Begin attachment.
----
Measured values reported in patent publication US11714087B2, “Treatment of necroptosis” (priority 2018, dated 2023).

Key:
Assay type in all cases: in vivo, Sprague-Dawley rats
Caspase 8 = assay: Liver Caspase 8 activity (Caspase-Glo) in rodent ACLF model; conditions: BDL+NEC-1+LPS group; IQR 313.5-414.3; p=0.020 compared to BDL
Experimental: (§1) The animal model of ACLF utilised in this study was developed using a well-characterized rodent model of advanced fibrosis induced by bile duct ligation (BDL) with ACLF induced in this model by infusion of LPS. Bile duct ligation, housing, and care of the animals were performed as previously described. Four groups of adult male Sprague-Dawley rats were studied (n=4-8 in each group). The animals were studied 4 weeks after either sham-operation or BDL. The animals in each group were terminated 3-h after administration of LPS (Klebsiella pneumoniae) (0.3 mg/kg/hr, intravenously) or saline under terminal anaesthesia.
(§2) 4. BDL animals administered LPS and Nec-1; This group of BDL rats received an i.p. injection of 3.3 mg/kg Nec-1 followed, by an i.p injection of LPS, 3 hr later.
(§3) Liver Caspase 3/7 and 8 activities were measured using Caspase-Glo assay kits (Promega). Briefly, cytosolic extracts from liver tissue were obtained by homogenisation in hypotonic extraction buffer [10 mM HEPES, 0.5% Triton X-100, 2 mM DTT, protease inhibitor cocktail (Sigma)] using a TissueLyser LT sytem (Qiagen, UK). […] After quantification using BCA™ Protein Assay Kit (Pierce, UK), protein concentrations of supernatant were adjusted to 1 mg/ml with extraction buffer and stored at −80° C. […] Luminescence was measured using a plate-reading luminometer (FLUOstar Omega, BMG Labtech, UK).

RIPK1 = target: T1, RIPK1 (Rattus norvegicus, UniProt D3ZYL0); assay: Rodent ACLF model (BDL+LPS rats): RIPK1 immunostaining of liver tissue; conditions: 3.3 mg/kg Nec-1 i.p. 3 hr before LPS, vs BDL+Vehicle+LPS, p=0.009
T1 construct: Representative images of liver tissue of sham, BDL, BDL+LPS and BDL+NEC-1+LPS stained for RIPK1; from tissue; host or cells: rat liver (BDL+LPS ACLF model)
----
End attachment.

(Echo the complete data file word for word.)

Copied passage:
Measured values reported in patent publication US11714087B2, “Treatment of necroptosis” (priority 2018, dated 2023).

Key:
Assay type in all cases: in vivo, Sprague-Dawley rats
Caspase 8 = assay: Liver Caspase 8 activity (Caspase-Glo) in rodent ACLF model; conditions: BDL+NEC-1+LPS group; IQR 313.5-414.3; p=0.020 compared to BDL
Experimental: (§1) The animal model of ACLF utilised in this study was developed using a well-characterized rodent model of advanced fibrosis induced by bile duct ligation (BDL) with ACLF induced in this model by infusion of LPS. Bile duct ligation, housing, and care of the animals were performed as previously described. Four groups of adult male Sprague-Dawley rats were studied (n=4-8 in each group). The animals were studied 4 weeks after either sham-operation or BDL. The animals in each group were terminated 3-h after administration of LPS (Klebsiella pneumoniae) (0.3 mg/kg/hr, intravenously) or saline under terminal anaesthesia.
(§2) 4. BDL animals administered LPS and Nec-1; This group of BDL rats received an i.p. injection of 3.3 mg/kg Nec-1 followed, by an i.p injection of LPS, 3 hr later.
(§3) Liver Caspase 3/7 and 8 activities were measured using Caspase-Glo assay kits (Promega). Briefly, cytosolic extracts from liver tissue were obtained by homogenisation in hypotonic extraction buffer [10 mM HEPES, 0.5% Triton X-100, 2 mM DTT, protease inhibitor cocktail (Sigma)] using a TissueLyser LT sytem (Qiagen, UK). […] After quantification using BCA™ Protein Assay Kit (Pierce, UK), protein concentrations of supernatant were adjusted to 1 mg/ml with extraction buffer and stored at −80° C. […] Luminescence was measured using a plate-reading luminometer (FLUOstar Omega, BMG Labtech, UK).

RIPK1 = target: T1, RIPK1 (Rattus norvegicus, UniProt D3ZYL0); assay: Rodent ACLF model (BDL+LPS rats): RIPK1 immunostaining of liver tissue; conditions: 3.3 mg/kg Nec-1 i.p. 3 hr before LPS, vs BDL+Vehicle+LPS, p=0.009
T1 construct: Representative images of liver tissue of sham, BDL, BDL+LPS and BDL+NEC-1+LPS stained for RIPK1; from tissue; host or cells: rat liver (BDL+LPS ACLF model)